A Food Truck Favorite Is Tapping into Mobile Beer

The Chubby Chickpea stops at breweries like Aeronaut and Trillium, which bodes well for the chef's new venture, Tapped Beer Truck.
'Elvis,' the Tapped Beer Truck flagship

‘Elvis,’ the Tapped Beer Truck flagship. / Photo provided

When Avi Shemtov saw a listing for a 1966 Chevrolet P36 online earlier this month, the food truck operator immediately made an offer. But the vintage van won’t join his familiar, yellow, Chubby Chickpea truck on the road. Instead, it’s the perfect fit for the first Tapped Beer Truck, an idea that’s been brewing in his head for some time.

“[Chubby Chickpea works] with some of the cooler brewers around, like Night Shift, Trillium, [and] Aeronaut,” Shemtov says. While parked outside breweries and at beer festivals around the region, the chef has learned a lot about the craft brewing industry, including how small breweries self-distribute their products. “When I saw this vision in my head of how easy it could be for someone with my specific set of experiences [to get into mobile beer catering], I decided I’m doing this.”

“Elvis,” as he’s dubbed the Chevy, will be the Tapped Beer Truck flagship, and Shemtov recently purchased a second vehicle for the Tapped fleet, as well. They are currently being built out with refrigeration systems, and state-of-the-art draft systems. Elvis will have six taps on the outside of the van, from which a TIPS-certified employee will pour pints at private parties, weddings, and corporate events. (TIPS, or Training for Intervention ProcedureS, is the industry leader in education about responsible alcohol service.) Shemtov hopes to officially launch the company on April 1, and plans to add three more trucks to the Tapped fleet by July 1, 2017.

“Mobile anything has become cutting edge, and I think you’re going to see more and more places that want to have beer,” he says.

Tapped won’t do any cash sales or festivals, focusing only private catering. The Chubby Chickpea splits its revenue down the middle between retail and private catering, Shemtov says, and that company has a full liquor liability policy, even though it vends falafel rather than booze. He has employees who are fully certified to handle liquor service at weddings, bar mitzvahs, and more, so he knows what’s needed to staff such a venture.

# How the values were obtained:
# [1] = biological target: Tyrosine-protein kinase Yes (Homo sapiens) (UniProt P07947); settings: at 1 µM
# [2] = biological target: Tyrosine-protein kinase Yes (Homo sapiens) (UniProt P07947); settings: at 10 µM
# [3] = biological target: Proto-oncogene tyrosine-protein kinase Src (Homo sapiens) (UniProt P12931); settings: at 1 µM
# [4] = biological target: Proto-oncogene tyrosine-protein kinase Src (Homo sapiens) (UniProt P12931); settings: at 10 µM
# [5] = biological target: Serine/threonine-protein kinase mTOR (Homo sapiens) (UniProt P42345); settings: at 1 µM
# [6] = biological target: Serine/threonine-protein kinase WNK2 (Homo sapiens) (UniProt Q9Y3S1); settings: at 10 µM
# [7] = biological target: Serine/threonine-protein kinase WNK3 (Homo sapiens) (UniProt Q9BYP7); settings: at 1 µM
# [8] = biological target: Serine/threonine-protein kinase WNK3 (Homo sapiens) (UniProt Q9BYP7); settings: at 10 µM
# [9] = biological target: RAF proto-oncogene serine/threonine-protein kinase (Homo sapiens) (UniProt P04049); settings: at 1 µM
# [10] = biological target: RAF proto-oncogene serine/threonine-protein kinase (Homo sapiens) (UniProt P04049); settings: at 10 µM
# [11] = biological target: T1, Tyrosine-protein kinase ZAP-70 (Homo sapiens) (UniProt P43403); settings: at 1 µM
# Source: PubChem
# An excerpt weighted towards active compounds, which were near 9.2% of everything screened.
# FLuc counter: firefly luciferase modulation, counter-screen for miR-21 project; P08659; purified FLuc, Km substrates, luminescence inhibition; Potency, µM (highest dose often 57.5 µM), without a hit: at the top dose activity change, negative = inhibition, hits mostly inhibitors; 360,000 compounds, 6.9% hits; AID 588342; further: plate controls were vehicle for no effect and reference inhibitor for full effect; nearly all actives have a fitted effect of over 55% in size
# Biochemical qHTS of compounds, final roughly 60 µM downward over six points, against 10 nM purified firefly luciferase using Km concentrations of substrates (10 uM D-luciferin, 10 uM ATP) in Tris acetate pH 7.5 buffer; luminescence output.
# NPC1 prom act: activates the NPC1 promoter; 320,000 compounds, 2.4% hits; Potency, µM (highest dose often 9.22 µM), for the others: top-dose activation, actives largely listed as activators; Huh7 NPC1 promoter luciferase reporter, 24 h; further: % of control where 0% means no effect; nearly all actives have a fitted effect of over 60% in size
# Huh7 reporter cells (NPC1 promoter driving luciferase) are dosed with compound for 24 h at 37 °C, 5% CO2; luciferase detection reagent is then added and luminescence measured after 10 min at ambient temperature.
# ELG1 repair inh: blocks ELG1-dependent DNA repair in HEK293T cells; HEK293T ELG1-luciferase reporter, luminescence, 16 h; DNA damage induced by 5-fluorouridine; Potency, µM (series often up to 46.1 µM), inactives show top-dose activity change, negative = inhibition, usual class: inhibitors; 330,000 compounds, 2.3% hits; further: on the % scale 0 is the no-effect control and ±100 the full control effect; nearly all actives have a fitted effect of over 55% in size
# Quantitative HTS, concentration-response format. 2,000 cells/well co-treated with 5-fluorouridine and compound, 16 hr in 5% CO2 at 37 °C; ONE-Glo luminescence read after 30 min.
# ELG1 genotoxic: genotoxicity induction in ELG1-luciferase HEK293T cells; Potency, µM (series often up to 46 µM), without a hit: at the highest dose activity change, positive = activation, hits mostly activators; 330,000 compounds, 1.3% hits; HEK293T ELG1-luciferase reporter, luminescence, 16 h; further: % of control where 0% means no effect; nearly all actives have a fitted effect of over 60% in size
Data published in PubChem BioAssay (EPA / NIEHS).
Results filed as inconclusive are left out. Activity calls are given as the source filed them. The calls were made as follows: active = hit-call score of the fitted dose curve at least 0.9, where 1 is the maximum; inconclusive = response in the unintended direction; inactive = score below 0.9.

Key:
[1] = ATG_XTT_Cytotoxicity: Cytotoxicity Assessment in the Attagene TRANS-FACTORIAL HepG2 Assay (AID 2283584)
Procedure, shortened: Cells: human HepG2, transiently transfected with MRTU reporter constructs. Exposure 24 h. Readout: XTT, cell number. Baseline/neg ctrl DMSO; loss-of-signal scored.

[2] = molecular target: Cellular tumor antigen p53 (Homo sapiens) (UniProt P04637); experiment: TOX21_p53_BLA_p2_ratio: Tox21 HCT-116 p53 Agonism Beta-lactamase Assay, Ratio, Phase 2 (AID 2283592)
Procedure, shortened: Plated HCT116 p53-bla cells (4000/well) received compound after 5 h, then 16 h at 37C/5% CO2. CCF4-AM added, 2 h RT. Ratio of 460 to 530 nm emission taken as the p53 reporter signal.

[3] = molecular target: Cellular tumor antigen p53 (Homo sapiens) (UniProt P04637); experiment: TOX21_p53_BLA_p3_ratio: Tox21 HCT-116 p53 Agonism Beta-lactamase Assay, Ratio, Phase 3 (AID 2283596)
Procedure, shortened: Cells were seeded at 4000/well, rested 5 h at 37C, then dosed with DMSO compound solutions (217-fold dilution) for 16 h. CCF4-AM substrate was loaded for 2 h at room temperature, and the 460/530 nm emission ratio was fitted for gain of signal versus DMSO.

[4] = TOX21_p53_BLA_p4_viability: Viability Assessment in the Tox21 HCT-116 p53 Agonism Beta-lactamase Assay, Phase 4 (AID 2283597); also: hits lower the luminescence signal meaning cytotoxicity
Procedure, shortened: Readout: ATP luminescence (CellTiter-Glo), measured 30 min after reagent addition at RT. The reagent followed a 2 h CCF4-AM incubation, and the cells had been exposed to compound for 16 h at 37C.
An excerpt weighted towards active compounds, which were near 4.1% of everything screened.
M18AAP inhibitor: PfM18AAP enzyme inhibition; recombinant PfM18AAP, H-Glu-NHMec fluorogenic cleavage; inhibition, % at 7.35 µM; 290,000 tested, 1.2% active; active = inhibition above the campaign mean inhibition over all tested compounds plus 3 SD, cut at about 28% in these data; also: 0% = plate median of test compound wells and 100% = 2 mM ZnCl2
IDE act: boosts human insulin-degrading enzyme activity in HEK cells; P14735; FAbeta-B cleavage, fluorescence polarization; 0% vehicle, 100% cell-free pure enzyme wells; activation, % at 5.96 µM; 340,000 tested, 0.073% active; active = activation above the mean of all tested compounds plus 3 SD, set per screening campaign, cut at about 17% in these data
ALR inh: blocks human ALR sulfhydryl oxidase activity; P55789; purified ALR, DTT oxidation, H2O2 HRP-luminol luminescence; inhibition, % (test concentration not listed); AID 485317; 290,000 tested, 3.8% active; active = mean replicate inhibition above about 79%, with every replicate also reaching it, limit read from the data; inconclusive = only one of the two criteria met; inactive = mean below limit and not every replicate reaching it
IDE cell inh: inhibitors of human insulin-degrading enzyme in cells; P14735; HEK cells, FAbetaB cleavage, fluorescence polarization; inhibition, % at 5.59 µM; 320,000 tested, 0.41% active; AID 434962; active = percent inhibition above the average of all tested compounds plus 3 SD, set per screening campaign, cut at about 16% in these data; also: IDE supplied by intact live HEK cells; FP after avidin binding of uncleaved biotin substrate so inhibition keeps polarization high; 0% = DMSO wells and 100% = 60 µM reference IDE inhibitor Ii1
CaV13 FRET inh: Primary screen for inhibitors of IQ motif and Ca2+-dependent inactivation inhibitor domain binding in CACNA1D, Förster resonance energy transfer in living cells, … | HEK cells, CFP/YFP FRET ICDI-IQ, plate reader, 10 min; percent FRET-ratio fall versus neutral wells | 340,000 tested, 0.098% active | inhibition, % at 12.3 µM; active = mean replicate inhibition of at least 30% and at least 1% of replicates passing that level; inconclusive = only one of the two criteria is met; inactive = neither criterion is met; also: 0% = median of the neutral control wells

It isn’t the first of its kind—Shemtov was at a wedding with an Ipswich Ale Brewery Tapmobile this summer, and Hive, a mobile cocktail bar, is on the scene, too. Barmobile is in the works from a talented team of Boston cocktail pros, and of course, you can rent the Shebeen to bring an Irish pub to your backyard.

But Tapped will work with various distributors to offer whatever beers a client wants, and Shemtov is hopeful he’ll be able to leverage the relationships he’s built in the craft beer world to give customers access to more exclusive kegs, he says. Eventually, Tapped could branch into wine and cocktail catering, too.

“There’s the novelty aspect, but there’s also a real utility aspect of saving you the headache and time of sourcing the beer, keeping it on ice, liability issues, and all that stuff,” he says.

At this point, Tapped has no official brewery partners, but “my model is predicated on my ability to get you something you can’t go get on your own,” Shemtov says. Tap into Instagram to keep up as Tapped Beer Truck gets rolling.


Jacqueline Cain Associate Food Editor at Boston Magazine jcain@bostonmagazine.com